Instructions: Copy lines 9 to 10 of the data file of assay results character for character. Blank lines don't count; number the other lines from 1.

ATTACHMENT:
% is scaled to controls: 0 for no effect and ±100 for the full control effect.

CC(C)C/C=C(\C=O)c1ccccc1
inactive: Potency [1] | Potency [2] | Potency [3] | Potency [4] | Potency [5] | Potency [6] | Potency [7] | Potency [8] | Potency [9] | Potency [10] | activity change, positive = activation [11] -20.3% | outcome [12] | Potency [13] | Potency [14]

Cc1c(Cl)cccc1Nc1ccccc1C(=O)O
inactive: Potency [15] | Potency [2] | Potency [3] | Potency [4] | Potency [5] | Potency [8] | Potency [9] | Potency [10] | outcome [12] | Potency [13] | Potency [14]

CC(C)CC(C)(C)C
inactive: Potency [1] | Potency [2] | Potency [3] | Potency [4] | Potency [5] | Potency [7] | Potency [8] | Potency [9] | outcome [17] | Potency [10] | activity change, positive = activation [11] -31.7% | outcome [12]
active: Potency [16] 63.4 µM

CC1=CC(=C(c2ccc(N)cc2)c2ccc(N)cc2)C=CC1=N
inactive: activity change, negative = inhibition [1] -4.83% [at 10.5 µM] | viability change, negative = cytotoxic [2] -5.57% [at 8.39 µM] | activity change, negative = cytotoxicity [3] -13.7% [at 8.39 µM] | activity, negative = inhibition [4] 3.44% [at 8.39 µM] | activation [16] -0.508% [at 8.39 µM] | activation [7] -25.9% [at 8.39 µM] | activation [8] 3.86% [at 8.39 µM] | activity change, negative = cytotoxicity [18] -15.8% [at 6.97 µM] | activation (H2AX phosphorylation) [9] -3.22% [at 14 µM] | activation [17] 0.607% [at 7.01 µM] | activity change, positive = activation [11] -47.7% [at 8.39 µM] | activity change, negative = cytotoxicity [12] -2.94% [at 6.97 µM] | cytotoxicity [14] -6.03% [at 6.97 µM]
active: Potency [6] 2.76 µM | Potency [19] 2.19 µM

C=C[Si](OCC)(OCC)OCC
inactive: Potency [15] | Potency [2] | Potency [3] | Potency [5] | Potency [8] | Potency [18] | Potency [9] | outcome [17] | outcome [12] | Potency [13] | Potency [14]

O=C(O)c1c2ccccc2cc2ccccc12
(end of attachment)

CC1=CC(=C(c2ccc(N)cc2)c2ccc(N)cc2)C=CC1=N
inactive: activity change, negative = inhibition [1] -4.83% [at 10.5 µM] | viability change, negative = cytotoxic [2] -5.57% [at 8.39 µM] | activity change, negative = cytotoxicity [3] -13.7% [at 8.39 µM] | activity, negative = inhibition [4] 3.44% [at 8.39 µM] | activation [16] -0.508% [at 8.39 µM] | activation [7] -25.9% [at 8.39 µM] | activation [8] 3.86% [at 8.39 µM] | activity change, negative = cytotoxicity [18] -15.8% [at 6.97 µM] | activation (H2AX phosphorylation) [9] -3.22% [at 14 µM] | activation [17] 0.607% [at 7.01 µM] | activity change, positive = activation [11] -47.7% [at 8.39 µM] | activity change, negative = cytotoxicity [12] -2.94% [at 6.97 µM] | cytotoxicity [14] -6.03% [at 6.97 µM]